What’s a Pupusa?

You might have wondered what’s a Pupusa pronounced: (poo-poo-saw)? )


Pupusas to Attempt


What is a Pupusa?

There is A pupusa a conventional El Salvadorian dish. You can say a pupusa will be always to El Salvador as an arepa would be to Colombia. The two pupusas and arepas are made with masa p maíz, which is corn dough. Masa p maíz is typical throughout Latin American cuisine and makes for some finger-licking dishes!

San Salvador

The practice of preparing masa p maíz along with nixtamal (a variation of masa de maiz) has been around since 1500 BC. Pupusa traditions return to the 11th century on the time of the Pipil Tribes. Even through colonization, the Pipil people retained a portion of the culinary identity.



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Following Is a pupusa recipe so they can be made by you at home:

Pupusas are served with spicy tomato sauce coleslaw, or both. There is A pupusa a blank slate. It can be filled with anything, really. Cheeselegumes, chicharron (ground pork), poultry or ground meat are the most common. Coastal towns offer pupusas. While some types of arepas and tortillas are level, pupusas are cooked with the stuffing indoors. It is like getting a sealed sandwich unlike every other.


El Salvador’s capital city has no lack of these dishes. Street vendors and Several restaurants provide 7 days per week to clients that are hungry. Tipicos Margoth is a restaurant that began as Pupuseria Margoth in 1962. Clients loved Mrs. Margoth’s pupusas so much that the eatery expanded into the successful restaurant it is today. Here you may purchase pupusas made with pork, eggs, cheese, spicy peppers and legumes.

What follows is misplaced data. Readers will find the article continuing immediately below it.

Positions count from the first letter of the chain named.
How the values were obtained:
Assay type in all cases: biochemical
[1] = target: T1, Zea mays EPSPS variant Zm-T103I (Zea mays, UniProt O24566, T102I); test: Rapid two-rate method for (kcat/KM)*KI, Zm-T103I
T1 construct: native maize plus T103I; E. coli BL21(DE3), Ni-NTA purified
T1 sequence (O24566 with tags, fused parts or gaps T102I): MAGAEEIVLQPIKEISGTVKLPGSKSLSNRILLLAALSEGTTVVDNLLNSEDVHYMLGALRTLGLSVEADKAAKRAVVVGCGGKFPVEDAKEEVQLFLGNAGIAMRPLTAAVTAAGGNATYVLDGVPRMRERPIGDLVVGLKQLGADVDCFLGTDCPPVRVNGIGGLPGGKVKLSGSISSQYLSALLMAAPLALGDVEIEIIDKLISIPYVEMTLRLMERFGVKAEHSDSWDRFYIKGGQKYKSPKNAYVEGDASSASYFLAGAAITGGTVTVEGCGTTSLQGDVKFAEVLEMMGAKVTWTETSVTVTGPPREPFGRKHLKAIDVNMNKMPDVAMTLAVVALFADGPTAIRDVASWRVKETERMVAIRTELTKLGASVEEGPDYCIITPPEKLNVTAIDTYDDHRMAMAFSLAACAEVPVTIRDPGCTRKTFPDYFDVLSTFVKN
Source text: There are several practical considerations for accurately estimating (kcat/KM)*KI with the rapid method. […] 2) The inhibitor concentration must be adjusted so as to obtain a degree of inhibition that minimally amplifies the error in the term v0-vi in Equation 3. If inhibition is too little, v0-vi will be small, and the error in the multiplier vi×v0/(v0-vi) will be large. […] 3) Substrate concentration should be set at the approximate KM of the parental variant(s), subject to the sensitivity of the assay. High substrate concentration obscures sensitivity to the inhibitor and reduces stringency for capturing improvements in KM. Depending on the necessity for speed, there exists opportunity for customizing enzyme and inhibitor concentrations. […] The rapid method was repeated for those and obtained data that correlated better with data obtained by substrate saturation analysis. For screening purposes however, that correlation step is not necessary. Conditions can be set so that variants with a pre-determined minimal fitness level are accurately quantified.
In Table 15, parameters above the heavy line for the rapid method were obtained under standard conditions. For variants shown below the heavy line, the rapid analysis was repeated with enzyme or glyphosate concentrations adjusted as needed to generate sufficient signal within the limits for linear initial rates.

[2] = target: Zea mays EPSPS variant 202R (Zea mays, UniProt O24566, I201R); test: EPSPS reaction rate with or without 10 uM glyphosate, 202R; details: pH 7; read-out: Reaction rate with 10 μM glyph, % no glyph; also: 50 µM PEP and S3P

Some may warn you from becoming pupusas however, I threw caution into the wind and did it anyway. They were a tad more greasy than restaurant pupusas, but tasty.

This really is a city southeast of San Salvador located along the RN-05 highway. It famous for the rice pupusas. Olocuilta features a cluster of pupusa sellers along the main street. The area is called Pupusodromo p Olocuilta. In the event the broad selection is intimidating, then proceed with the customary legumes and cheese pupusa. You won’t be let down.

Prep Time: 30 minutes

Cook Time: 15 minutes


Total Time: 45 minutes

Yield: About 6 pupusas


3 cups masa harina (corn flour for making tortillas)


1 1/2 cups warm water

1/2 teaspoon salt (optional)

1 cup grated quesillo (Salvadoran cheese)( or substitute queso fresco, mozzarella, or farmer’s cheese)

1/2 cup refried beans (optional)

1 cup Chicharrón (optional)


In a bowl, mix with salt and the water, stirring well. Add extra water if necessary to obtain a soft dough that does not crack around the edges after flattened. ? Let the dough rest for about 15 minutes. ? When using the refried beans, put them in a blender or cuisinart and process until smooth. Do the same the consistency should be more like a paste.

Divide dough. Form a ball of bread, and then make an indentation from the ball. Put filling of choice from the indentation, and carefully wrap dough around the filling to seal. Flatten ball to a disc thick, being careful to keep filling out out . (This takes a little training ). ? Wipe a rather little bit of oil on the surface of a heavy skillet (cast iron and even enameled cast iron works well). Heat the skillet over moderate heat, and place the pupusas from the skillet. Allow to brown on each side, like a tortilla, flipping crucial. Remove from heat and serve warm.

Recipe by: Marian Blazes

Have you ever tried pupusas or made them in your home? Leave us a question or comment under!

Special thanks to the El Salvador Tourism Board.